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Find a (presumably, generalized hypergeometric-based function $f(n,a,k)$), yielding for $n=1, a=\frac{1}{2}$,the rational function (ratio of fifth-degree polynomials) \begin{equation} f(1,\frac{1}{2},k)=\frac{64 k^5 +128 k^4 -340 k^3 -1032 k^2 -1099 k -384}{k (2 k-1) (2 k+5) (4 k-1) (4 k+1)} \end{equation} and for $n=1, a=1$, \begin{equation} f(1,1,k)=\frac{8 k^5+36 k^4 -82 k^3 -681 k^2 -1366 k -885}{128 (k+2) (k+3) (k+4) (4 k+5) (4 k+7)} \end{equation} These are, respectively, eqs. (25) and (8) in arXiv:1207.1297v2, "Bures and Hilbert-Schmidt $2 \times 2$ Determinantal Moments". Presumably, for general $n$, we have ratios of $5 n$-degree polynomials in $k$. (These ratios pertain to the Bures case. In the Hilbert-Schmidt counterpart, general formulas--incorporating a $_5F_4$ hypergeometric function--yielding ratios of $3 n$-degree polynomials have previously been found, though not yet rigorously demonstrated arXiv:1109.2560, sec. D.6.)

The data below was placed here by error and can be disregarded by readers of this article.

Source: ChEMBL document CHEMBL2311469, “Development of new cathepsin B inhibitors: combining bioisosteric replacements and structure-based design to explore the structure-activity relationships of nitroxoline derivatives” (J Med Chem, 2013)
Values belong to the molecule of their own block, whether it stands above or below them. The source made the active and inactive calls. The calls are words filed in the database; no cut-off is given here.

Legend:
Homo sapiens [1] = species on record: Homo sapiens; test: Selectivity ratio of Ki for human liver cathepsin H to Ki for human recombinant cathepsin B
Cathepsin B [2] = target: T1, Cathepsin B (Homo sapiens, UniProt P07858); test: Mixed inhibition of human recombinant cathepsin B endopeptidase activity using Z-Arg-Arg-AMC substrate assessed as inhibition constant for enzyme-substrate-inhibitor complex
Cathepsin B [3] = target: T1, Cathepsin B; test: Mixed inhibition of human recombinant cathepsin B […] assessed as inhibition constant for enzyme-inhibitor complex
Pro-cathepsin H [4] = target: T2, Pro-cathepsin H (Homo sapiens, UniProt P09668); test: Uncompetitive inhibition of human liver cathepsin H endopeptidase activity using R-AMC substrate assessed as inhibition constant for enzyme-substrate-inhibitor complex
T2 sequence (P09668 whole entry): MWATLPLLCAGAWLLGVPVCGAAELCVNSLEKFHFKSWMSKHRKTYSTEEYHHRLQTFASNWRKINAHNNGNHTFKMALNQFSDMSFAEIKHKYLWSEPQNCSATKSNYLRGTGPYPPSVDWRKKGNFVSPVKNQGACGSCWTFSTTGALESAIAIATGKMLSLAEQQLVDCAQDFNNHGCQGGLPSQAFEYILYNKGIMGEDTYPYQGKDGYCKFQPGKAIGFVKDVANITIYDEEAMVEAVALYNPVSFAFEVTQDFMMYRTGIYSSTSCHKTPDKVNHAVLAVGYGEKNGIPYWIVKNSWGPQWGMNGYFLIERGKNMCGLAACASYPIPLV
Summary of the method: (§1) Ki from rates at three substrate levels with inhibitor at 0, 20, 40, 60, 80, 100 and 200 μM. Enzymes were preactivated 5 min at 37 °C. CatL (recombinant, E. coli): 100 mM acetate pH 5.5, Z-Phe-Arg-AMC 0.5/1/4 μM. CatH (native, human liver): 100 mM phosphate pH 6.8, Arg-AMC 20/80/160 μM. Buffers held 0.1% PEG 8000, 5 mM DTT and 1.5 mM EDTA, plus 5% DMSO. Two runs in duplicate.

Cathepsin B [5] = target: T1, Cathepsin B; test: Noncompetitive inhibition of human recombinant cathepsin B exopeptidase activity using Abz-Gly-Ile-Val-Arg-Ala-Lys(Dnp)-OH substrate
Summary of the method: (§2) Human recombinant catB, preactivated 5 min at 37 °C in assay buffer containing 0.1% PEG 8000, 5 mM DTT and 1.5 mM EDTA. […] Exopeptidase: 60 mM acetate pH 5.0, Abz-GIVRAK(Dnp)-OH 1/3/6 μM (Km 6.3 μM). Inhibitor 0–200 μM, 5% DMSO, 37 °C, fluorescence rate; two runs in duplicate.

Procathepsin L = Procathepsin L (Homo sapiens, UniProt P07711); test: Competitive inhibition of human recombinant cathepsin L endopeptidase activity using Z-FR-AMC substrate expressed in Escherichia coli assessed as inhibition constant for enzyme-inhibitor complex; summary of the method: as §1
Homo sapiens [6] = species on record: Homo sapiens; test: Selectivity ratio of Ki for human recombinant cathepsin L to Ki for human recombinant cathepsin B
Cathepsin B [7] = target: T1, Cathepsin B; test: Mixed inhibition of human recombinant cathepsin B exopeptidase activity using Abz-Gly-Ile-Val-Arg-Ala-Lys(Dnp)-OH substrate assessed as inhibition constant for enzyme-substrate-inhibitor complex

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Are there any other conditions this function must satisfy? Otherwise, there is a trivial solution: $$\frac{(2-2a) \left(64 k^5+128 k^4-340 k^3-1032 k^2-1099 k-384\right)}{k (2 k-1) (2 k+5) (4 k-1) (4 k+1)}+\frac{(2 a-1) \left(8 k^5+36 k^4-82 k^3-681 k^2-1366 k-885\right)}{128 (k+2) (k+3) (k+4) (4 k+5) (4 k+7)}$$

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Yes, there are other conditions that must be satisfied. In general, $f(n,a,k)$ should yield ratios of $5 n$-degree polynomials in $k$ (as indicated, but not prominently enough perhaps, in the original posting). Our objective is to develop a "Bures"--degree $5 n$--counterpart to the detailed "Hilbert-Schmidt" (HS)--degree $3 n$--results featured in the two arXiv preprints indicated in the original posting. Computational limitations prevent us from directly finding the $n \geq 2$ counterparts, but the (HS) line of reasoning employed in sec. D.4 of arXiv:1109.2560 may be transferable. –  Paul Slater May 13 '13 at 21:00
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